Ian Stewart’s 4 Ideas About Modifying Premium Themes and Releasing Them
1. Redistributing unmodified GPL code over the internet is not sleazy. Redistributing unmodified GPL code is what the GPL is all about—even if the author of that code is charging for it and depending on that income.
2. Redistributing unmodified GPL code over the internet is pointless and stupid. If you’re doing it as a matter of free open source principles, sure, I could see that—but you’re muddying up the web. It doesn’t add any value to the code and unless you plan on keeping up with updates to that code you’re actually doing everyone who sees that redistributed code a huge disservice. Way to go.
3. I say “everyone who sees that redistributed code” because that will be a small amount of people. A small amount of people who will be rightfully wary of downloading that code. The vast majority of people will choose to download that code from the original author. Anyone want to start downloading WordPress from “www.crazywpdownloadsite.com”? I thought so. Remember that “trust” and “authority” are huge things on the web. People selling GPL WordPress Themes: stop worrying about this.
4. Now that we know that people redistributing unmodified GPL WordPress Themes over the internet are stupid we need to recognize how awesome it is that people can modify GPL WordPress Themes and redistribute them online. Theme-sellers: this is how you got started selling themes. Every single one of you. Remember when you were nervously trying to lock up the code for your first theme options pages behind a restrictive license? The code that you essentially copy-pasted from the same 2 online tutorials I and countless others did? I’m looking at all of you. Anyway, where would you be if that code wasn’t given to you in the first place? Where would you be if you didn’t fork the Default Theme? Or Sandbox? Or Classic Theme? Where would you be if Matt didn’t fork b2? Don’t worry about people forking your code. The freedom to redistribute modified code is incredibly awesome and, no exaggeration, is quite literally making the world a better place.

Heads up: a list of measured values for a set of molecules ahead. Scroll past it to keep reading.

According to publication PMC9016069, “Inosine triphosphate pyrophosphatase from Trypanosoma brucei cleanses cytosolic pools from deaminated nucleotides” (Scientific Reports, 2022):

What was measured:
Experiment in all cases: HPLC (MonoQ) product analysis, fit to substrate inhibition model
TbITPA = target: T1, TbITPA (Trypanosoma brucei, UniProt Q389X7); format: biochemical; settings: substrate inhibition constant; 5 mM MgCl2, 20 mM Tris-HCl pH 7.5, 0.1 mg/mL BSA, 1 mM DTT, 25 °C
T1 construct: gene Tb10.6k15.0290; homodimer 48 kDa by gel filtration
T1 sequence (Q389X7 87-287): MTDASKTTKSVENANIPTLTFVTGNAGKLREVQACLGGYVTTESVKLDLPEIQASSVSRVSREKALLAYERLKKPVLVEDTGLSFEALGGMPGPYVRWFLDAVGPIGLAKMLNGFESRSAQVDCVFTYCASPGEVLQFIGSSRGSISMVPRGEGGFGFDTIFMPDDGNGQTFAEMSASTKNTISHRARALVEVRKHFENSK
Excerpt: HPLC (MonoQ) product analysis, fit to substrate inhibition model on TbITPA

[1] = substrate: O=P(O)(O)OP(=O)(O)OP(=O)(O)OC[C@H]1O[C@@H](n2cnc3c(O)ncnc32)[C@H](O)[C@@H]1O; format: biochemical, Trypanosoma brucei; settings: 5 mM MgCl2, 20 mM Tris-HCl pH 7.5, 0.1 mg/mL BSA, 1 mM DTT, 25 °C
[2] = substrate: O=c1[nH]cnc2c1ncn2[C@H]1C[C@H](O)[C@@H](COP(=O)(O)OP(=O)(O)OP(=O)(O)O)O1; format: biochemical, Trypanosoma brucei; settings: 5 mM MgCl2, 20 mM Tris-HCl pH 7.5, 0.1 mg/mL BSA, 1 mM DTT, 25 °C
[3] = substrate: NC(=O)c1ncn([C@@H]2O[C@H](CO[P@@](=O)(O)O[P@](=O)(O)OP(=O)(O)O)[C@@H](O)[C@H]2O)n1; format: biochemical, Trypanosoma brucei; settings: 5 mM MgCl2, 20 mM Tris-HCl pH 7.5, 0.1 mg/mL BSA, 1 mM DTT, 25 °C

You can find a whole whack of people releasing their Premium Themes under the GPL License on the official WordPress Commercial Themes Directory. You can find all my commercial Child Themes for Thematic in the ThemeShaper Thematic Theme Store.
Anyone ready to start making WordPress Themes awesome-er?
Update: It’s live! It’s happening! Go read How To Create a WordPress Theme and learn how to code up something awesome.
Does that title sound familiar? Over 2 years ago the now defunct WPDesigner.com published a series of posts under that banner, teaching beginners how to create WordPress Themes from scratch.
2 years ago is a long time online: Things have changed.
Starting next week, ThemeShaper will publish a series of daily lessons that will teach you how to create your very own modern WordPress Theme—from scratch—using the latest best practices.
And it won’t be just any old WordPress theme you’ll have in your hands. In a lot of ways it will surpass what’s been done with the popular Thematic Theme Framework. Except, it’ll be a little leaner, a little meaner, and it’ll be all yours.
Here’s the laundry list of features your finished theme will be able to boast of.
- Search-engine optimization